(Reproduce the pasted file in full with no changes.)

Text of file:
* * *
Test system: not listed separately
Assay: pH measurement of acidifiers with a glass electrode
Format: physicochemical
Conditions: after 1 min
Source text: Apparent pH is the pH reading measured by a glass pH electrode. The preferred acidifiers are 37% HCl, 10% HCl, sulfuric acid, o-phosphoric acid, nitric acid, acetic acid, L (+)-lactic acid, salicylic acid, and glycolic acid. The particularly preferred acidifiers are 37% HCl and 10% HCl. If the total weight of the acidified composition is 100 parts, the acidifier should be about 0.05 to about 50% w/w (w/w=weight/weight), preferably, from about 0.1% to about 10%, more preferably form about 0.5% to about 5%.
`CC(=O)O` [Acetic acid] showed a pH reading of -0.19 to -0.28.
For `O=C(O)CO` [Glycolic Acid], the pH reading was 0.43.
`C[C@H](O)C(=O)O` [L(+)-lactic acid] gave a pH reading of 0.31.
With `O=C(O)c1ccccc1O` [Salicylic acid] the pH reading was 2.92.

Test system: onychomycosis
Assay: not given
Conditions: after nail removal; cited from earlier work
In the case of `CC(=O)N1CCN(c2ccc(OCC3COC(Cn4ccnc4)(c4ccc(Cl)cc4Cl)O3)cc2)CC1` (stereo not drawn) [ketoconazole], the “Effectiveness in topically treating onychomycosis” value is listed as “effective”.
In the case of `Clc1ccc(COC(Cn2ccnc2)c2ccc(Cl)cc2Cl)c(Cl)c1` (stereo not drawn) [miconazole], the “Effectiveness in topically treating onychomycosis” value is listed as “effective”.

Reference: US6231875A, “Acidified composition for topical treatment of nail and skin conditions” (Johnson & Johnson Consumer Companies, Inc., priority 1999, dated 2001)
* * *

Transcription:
Test system: not listed separately
Assay: pH measurement of acidifiers with a glass electrode
Format: physicochemical
Conditions: after 1 min
Source text: Apparent pH is the pH reading measured by a glass pH electrode. The preferred acidifiers are 37% HCl, 10% HCl, sulfuric acid, o-phosphoric acid, nitric acid, acetic acid, L (+)-lactic acid, salicylic acid, and glycolic acid. The particularly preferred acidifiers are 37% HCl and 10% HCl. If the total weight of the acidified composition is 100 parts, the acidifier should be about 0.05 to about 50% w/w (w/w=weight/weight), preferably, from about 0.1% to about 10%, more preferably form about 0.5% to about 5%.
`CC(=O)O` [Acetic acid] showed a pH reading of -0.19 to -0.28.
For `O=C(O)CO` [Glycolic Acid], the pH reading was 0.43.
`C[C@H](O)C(=O)O` [L(+)-lactic acid] gave a pH reading of 0.31.
With `O=C(O)c1ccccc1O` [Salicylic acid] the pH reading was 2.92.

Test system: onychomycosis
Assay: not given
Conditions: after nail removal; cited from earlier work
In the case of `CC(=O)N1CCN(c2ccc(OCC3COC(Cn4ccnc4)(c4ccc(Cl)cc4Cl)O3)cc2)CC1` (stereo not drawn) [ketoconazole], the “Effectiveness in topically treating onychomycosis” value is listed as “effective”.
In the case of `Clc1ccc(COC(Cn2ccnc2)c2ccc(Cl)cc2Cl)c(Cl)c1` (stereo not drawn) [miconazole], the “Effectiveness in topically treating onychomycosis” value is listed as “effective”.

Reference: US6231875A, “Acidified composition for topical treatment of nail and skin conditions” (Johnson & Johnson Consumer Companies, Inc., priority 1999, dated 2001)